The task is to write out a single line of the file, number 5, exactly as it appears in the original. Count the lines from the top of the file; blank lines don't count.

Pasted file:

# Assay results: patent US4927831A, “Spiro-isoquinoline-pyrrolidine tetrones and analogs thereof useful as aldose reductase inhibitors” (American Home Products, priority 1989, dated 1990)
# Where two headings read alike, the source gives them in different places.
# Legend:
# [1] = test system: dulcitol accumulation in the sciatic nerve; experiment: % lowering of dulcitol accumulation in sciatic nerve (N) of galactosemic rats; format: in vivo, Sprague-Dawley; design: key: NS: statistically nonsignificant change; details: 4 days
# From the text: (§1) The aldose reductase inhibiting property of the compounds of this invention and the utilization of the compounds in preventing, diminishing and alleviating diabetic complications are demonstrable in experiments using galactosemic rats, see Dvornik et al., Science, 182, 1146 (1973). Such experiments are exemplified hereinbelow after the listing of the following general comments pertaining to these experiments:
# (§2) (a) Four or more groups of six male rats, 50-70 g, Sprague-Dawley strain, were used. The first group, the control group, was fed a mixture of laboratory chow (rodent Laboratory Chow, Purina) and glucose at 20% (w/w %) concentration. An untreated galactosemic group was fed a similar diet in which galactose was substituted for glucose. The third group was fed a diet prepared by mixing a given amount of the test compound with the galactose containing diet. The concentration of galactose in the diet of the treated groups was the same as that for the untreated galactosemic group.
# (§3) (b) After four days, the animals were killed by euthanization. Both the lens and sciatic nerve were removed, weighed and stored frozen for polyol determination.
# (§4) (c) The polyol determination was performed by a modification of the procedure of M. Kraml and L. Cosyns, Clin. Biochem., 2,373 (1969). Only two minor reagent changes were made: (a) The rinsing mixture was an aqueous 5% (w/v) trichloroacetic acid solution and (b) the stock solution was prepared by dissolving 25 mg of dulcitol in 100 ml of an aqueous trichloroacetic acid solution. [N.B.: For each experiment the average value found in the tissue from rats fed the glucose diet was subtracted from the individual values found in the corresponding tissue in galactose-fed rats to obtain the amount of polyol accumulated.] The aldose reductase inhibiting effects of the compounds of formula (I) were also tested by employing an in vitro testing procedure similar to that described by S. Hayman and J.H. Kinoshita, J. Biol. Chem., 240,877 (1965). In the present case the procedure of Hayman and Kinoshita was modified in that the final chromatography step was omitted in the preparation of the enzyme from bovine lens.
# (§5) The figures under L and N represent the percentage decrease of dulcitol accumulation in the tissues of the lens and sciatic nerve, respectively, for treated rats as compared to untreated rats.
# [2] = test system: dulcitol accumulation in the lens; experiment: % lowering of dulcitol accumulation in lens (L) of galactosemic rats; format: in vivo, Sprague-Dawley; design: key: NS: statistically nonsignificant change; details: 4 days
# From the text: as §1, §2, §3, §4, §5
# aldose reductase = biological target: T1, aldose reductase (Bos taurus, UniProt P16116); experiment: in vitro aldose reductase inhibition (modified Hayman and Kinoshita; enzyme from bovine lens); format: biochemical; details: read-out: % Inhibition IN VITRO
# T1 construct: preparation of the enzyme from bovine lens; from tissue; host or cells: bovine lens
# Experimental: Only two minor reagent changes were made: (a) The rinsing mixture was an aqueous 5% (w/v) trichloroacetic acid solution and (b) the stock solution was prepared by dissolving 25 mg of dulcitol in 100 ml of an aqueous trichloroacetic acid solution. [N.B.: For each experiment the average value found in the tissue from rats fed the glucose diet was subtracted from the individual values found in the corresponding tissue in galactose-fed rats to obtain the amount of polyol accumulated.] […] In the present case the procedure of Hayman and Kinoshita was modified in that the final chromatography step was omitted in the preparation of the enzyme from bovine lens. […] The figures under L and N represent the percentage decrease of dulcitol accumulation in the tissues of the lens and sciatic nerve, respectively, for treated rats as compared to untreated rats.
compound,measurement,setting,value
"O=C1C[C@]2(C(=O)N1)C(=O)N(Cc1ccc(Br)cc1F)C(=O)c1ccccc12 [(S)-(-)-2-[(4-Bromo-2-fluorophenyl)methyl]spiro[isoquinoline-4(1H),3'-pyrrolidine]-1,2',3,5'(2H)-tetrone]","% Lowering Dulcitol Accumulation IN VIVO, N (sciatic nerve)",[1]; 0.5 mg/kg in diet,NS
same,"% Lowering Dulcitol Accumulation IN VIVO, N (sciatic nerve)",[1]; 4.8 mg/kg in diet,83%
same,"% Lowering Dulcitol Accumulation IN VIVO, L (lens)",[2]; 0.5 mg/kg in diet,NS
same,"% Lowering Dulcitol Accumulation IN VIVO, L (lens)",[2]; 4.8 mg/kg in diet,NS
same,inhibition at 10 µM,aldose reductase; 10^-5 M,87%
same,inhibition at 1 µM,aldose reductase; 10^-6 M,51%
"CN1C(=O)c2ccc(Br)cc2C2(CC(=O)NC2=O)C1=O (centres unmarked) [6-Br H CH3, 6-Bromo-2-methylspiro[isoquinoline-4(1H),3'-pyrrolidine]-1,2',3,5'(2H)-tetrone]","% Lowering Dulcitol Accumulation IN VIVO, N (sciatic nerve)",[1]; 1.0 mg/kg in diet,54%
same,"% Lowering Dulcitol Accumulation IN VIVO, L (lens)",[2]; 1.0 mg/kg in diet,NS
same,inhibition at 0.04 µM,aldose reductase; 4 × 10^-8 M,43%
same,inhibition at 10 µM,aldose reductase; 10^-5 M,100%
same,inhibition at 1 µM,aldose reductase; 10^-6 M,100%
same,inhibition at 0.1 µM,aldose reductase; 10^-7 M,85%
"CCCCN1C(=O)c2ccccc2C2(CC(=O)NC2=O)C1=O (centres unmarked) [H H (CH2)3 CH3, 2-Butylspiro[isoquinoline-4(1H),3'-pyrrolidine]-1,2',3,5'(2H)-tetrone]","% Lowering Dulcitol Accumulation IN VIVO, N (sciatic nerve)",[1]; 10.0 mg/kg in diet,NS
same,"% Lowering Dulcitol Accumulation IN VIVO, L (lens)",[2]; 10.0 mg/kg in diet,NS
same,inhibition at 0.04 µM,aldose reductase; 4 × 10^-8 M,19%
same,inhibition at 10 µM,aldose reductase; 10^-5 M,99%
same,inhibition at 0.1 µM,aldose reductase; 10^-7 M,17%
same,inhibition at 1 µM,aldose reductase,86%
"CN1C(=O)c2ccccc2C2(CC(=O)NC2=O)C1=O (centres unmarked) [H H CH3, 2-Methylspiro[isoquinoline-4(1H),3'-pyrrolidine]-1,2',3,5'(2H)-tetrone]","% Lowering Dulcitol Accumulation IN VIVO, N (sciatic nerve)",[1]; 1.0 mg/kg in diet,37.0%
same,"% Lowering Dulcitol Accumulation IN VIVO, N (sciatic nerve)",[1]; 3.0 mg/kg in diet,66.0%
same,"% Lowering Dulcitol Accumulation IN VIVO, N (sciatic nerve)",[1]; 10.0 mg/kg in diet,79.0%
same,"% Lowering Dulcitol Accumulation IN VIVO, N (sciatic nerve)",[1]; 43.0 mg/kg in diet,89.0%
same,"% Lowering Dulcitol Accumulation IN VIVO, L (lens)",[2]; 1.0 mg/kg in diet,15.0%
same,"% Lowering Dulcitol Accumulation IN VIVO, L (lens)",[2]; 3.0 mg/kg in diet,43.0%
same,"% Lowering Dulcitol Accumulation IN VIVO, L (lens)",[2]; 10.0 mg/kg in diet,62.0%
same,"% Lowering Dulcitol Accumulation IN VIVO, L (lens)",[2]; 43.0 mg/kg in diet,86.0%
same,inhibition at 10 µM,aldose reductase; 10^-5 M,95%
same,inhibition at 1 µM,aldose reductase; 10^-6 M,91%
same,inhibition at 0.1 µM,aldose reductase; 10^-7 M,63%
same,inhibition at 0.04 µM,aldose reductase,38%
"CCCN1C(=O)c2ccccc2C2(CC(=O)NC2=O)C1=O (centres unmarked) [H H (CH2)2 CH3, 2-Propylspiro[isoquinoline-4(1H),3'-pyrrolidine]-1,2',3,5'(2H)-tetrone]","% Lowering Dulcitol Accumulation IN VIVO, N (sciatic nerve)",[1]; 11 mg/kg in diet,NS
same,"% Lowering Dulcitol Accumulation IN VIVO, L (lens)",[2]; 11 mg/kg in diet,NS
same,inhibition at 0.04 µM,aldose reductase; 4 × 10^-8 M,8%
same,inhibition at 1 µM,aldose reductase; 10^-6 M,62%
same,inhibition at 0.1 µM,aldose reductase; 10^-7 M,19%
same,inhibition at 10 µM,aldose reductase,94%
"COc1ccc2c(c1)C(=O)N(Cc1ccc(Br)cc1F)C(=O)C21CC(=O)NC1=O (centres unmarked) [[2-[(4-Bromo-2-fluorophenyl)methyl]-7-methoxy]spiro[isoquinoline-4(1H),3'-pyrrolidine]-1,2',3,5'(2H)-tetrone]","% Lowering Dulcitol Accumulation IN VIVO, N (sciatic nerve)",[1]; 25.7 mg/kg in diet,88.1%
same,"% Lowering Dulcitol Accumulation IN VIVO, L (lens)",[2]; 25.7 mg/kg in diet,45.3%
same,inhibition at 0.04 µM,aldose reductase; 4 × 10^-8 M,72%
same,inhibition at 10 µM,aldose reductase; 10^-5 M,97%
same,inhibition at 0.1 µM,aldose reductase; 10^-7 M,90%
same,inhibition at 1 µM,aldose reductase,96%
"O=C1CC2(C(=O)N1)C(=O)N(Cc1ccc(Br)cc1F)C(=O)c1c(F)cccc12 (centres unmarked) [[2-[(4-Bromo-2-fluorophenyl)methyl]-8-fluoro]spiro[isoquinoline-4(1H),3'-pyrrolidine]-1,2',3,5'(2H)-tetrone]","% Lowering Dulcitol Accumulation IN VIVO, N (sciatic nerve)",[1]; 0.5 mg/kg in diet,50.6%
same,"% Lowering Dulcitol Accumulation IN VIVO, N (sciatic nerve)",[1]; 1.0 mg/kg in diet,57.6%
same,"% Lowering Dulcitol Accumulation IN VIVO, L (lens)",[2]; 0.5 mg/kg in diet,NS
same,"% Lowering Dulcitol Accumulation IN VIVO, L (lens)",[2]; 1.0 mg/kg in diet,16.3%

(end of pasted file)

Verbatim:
# From the text: (§1) The aldose reductase inhibiting property of the compounds of this invention and the utilization of the compounds in preventing, diminishing and alleviating diabetic complications are demonstrable in experiments using galactosemic rats, see Dvornik et al., Science, 182, 1146 (1973). Such experiments are exemplified hereinbelow after the listing of the following general comments pertaining to these experiments: